Welcome to first-year writing! Most students who attend the University of Utah will take Writing 1010 and/or Writing 2010. These courses are designed to give you a broad set of flexible concepts and practices that will support you as a writer in your academic programs and beyond. These courses will help you produce writing in ways that fit the unique expectations of the university setting. You will also learn to analyze writing situations so that you can meet the expectations of genres and contexts that you may not have encountered.
Writing 1010 and 2010 focus on academic reading and writing, but these courses will also prepare you to respond to many different writing situations both inside and outside the university. Both courses see writing as rhetorical, by which we mean that writing responds to a particular situation and audience in order to accomplish something—get a job, communicate with a coworker, develop a relationship with a loved one, demonstrate what you’ve learned to a professor, persuade a peer, report information to your employer, etc. Different situations, audiences, and goals also come with their own writing conventions—expectations about word and phrase choices, sentence style, structure and organization, and even length.
The first-year writing courses are also framed to see topics as complex and having many perspectives rather than as simply two sides—agree/disagree or right/wrong. To that end, academic arguments value research and evidence rather than opinion. Academic writing uses evidence-based reasoning that references other pieces of writing and research on the same topic. For that reason, we say that learning to write means learning to join a conversation—learning to talk to the people interested in the same topic in order to teach them something new, alter their position, join a consensus, communicate knowledge, or any number of other goals. In the end, our writing is communicating ideas about a topic to a group of individuals who are also interested in that topic.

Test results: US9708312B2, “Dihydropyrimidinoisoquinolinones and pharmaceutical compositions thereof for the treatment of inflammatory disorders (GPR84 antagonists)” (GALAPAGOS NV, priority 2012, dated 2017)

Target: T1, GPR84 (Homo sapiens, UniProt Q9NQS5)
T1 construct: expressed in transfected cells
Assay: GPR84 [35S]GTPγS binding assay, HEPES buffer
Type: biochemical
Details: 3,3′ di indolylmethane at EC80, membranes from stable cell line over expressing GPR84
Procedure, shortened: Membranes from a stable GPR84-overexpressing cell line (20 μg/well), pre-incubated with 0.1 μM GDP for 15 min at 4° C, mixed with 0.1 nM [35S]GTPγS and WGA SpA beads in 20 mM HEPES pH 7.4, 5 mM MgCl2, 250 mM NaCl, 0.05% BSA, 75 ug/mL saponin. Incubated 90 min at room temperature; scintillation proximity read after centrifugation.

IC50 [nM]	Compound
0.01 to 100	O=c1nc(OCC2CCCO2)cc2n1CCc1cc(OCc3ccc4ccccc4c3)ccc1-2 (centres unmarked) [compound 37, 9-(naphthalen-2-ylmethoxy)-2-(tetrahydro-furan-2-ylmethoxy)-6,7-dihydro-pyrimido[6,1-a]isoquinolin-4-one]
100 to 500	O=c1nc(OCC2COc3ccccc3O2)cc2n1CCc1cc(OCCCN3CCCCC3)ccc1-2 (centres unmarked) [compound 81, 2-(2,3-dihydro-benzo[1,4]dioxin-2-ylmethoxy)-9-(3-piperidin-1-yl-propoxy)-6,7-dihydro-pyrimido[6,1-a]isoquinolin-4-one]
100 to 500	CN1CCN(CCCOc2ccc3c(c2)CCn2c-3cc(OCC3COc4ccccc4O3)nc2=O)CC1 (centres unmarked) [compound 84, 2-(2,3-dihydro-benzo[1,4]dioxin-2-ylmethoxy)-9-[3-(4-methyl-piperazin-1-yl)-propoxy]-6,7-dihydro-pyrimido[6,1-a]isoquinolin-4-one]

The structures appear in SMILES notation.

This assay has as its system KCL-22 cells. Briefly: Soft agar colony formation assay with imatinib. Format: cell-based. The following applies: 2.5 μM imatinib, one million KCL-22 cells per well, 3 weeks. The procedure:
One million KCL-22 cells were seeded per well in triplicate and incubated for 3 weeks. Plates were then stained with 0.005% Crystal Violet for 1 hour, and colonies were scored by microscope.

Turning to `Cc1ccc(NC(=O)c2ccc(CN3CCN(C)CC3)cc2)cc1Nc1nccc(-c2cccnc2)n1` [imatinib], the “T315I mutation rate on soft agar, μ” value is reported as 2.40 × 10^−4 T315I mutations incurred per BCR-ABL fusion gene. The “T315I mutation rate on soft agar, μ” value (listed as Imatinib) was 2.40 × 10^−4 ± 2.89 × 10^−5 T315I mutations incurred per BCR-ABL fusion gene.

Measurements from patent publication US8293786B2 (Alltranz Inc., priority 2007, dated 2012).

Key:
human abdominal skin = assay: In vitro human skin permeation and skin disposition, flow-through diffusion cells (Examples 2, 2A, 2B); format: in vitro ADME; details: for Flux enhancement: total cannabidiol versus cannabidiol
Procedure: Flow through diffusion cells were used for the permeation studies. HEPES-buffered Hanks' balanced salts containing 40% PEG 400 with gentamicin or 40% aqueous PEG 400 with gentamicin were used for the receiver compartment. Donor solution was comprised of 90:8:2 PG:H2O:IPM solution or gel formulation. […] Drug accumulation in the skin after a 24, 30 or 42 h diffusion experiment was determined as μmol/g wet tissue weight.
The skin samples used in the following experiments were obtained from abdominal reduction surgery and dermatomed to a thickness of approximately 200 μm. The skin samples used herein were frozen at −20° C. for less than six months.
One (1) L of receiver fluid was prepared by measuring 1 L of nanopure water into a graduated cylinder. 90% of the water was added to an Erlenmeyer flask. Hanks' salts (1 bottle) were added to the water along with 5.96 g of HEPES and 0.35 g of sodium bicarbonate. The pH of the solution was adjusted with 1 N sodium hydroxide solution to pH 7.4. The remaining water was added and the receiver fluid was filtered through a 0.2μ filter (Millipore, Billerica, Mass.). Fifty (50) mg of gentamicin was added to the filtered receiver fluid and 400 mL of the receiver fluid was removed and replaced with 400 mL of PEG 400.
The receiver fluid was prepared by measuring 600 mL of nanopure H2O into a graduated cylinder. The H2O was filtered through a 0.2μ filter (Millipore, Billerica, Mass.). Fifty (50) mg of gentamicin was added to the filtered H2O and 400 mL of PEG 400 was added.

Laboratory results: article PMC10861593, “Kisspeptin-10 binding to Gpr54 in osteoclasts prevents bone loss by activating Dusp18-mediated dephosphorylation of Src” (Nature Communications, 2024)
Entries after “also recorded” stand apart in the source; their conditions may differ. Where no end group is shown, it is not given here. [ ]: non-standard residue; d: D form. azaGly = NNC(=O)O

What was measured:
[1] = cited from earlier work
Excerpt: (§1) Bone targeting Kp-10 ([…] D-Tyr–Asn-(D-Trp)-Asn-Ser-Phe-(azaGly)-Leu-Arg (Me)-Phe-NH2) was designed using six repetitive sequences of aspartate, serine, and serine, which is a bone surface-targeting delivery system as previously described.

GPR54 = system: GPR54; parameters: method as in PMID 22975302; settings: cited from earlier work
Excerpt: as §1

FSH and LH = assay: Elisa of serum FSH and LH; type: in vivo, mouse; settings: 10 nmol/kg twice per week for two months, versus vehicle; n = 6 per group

In the first-year writing courses, you will get the opportunity to work on clause, sentence, paragraph, and paper structure, learning how to logically organize ideas in ways that clearly, purposefully, and effectively communicate your ideas to an audience. We will also discuss and practice writing process techniques such as active reading, note-taking, primary and secondary research, brainstorming, prewriting, peer review, and revision, all of which we know contribute to stronger more effective writing.
As you move through the semester, please use your instructor, the library, and the writing center as resources to develop and improve your writing. I urge you to meet with your instructors during office hours to get one-on-one feedback and instruction. I am also here to meet with you to discuss any aspect of your writing course. With that brief introduction, I join the faculty and instructors of the University of Utah Department of Writing and Rhetoric in welcoming you! We are glad you are here, and we look forward to working with you!
Best wishes for a great semester,
Dr. Jennifer Andrus